In this latest study, the researchers placed radio collars on 10 sloths in mangroves and tracked their unhurried movements at three- to six-month intervals over a period of three years. Only three sloths remained entirely within the mangroves.
Five moved past the mangrove edge into other tree species, and four moved more than 200 meters inland-quite far for a sloth. Coupled with population density estimates, the scientists believe that the island has almost 3,200 individuals.
“The actual population size is most likely somewhere between these two-perhaps 500 to 1,500 individuals,” said Bryson Voirin, one of the researchers, in a news release. “In any case, this is extremely small number for an entire species.”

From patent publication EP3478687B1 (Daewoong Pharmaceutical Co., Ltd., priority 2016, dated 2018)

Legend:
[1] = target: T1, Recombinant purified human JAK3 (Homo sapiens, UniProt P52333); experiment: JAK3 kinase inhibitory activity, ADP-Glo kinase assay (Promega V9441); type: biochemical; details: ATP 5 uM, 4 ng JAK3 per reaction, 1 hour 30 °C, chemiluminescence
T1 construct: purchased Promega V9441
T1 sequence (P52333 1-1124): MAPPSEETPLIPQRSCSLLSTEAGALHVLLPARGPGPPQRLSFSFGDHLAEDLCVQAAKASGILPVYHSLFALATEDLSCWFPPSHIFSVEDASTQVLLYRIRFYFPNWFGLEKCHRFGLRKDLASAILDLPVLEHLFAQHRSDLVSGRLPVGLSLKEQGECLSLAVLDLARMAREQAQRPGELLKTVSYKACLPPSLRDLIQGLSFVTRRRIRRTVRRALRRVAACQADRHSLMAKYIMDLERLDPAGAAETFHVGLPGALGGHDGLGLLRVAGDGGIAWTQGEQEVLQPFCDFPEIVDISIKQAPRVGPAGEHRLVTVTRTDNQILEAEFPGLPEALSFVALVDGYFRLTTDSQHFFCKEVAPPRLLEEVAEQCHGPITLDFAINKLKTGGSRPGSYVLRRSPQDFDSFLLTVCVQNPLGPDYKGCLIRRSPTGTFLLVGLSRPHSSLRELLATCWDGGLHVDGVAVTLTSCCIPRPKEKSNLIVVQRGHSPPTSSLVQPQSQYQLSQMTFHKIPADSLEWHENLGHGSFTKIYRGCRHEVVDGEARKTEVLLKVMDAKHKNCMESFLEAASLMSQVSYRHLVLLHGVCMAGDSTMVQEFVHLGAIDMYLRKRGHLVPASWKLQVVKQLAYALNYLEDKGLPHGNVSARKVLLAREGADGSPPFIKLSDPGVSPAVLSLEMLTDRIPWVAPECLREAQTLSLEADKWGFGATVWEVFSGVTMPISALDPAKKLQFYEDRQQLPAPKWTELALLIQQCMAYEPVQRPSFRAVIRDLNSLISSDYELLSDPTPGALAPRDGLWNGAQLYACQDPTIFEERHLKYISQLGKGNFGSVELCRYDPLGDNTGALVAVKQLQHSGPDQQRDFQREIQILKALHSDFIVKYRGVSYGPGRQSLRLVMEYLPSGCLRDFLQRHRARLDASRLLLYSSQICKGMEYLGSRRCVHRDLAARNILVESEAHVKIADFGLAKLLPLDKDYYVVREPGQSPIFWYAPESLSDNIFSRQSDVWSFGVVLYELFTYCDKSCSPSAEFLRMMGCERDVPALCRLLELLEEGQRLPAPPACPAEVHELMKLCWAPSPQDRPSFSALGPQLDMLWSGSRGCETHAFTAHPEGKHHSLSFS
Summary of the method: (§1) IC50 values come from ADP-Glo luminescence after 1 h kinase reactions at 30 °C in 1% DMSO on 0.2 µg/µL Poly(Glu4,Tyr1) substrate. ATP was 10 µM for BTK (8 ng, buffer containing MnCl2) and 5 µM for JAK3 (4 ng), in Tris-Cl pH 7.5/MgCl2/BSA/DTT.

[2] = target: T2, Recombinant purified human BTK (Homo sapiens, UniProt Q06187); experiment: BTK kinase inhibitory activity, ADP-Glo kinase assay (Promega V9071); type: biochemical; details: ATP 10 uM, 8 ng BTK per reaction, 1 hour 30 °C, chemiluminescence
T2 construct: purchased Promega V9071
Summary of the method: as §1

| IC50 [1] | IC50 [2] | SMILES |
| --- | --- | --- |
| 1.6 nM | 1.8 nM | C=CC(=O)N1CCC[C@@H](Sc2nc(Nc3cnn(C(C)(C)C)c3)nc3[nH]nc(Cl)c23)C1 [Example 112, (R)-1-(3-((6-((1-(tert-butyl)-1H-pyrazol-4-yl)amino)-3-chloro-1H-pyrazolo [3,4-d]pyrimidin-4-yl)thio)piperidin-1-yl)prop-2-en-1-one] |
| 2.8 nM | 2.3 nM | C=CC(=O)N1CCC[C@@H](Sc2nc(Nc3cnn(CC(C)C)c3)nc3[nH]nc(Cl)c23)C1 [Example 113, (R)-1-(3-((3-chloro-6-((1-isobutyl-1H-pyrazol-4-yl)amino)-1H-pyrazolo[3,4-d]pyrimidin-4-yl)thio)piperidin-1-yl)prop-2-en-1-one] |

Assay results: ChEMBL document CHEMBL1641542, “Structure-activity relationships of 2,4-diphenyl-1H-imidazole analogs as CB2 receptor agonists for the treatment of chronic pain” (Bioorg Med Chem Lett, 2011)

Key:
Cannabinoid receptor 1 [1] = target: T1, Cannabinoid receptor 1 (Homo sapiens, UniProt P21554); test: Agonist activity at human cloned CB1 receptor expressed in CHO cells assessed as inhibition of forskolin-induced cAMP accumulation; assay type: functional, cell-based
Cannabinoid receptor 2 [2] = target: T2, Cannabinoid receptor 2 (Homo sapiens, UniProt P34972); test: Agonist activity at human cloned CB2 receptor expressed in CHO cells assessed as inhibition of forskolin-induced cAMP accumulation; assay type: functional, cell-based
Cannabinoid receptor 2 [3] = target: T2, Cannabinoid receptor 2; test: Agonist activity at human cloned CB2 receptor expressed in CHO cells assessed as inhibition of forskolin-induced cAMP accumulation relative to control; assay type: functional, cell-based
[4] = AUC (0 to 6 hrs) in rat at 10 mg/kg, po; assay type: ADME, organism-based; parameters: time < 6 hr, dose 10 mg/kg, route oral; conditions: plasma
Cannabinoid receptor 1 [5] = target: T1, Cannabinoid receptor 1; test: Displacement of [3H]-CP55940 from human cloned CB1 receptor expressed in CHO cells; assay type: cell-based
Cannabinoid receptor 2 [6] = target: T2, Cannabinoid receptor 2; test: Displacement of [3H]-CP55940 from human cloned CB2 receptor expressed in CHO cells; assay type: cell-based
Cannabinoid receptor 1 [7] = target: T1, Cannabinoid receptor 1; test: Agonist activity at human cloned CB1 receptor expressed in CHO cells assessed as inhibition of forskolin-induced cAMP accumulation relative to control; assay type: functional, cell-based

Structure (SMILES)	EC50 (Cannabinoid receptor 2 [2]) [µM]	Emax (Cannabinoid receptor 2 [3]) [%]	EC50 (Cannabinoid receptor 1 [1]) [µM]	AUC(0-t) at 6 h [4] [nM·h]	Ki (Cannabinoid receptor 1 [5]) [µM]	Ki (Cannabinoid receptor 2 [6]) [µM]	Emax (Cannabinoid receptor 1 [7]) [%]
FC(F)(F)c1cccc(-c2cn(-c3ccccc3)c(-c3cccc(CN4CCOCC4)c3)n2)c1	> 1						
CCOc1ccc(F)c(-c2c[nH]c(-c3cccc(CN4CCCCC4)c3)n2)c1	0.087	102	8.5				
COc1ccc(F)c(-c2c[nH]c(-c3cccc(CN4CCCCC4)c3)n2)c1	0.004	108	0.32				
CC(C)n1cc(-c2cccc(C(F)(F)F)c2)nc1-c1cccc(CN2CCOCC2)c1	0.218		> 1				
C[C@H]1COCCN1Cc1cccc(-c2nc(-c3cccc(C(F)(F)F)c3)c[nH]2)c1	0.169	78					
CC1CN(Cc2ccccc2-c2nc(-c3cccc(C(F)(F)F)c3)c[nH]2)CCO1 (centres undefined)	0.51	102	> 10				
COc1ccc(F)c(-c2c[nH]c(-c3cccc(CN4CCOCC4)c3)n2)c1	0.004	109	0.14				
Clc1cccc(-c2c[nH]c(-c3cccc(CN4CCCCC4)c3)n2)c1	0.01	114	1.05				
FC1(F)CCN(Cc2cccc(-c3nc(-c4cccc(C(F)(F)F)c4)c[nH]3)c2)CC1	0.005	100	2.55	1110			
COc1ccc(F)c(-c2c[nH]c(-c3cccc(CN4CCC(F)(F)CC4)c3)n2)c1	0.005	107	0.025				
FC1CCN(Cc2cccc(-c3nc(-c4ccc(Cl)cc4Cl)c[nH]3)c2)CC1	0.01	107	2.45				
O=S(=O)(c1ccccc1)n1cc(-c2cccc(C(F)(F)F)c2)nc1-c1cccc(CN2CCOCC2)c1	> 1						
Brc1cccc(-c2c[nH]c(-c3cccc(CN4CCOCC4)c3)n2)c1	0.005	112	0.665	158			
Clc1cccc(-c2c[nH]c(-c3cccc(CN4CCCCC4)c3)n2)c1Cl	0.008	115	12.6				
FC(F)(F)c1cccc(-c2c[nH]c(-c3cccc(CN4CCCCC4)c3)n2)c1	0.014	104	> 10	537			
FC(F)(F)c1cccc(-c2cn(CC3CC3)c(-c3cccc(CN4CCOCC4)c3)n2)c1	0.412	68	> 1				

There shouldn’t be too much optimism for the pygmy sloth’s critically endangered status. The island where these sloths live is only marginally protected.
“Declaring the island a wildlife refuge or national park would protect not only the pygmy sloths, but also the other unique species found on the island,” said Voirin.
The findings reveal a bit more about this species and show that officials may wish to provide more protections for this particular location.
Source | http://www.scienceworldreport.com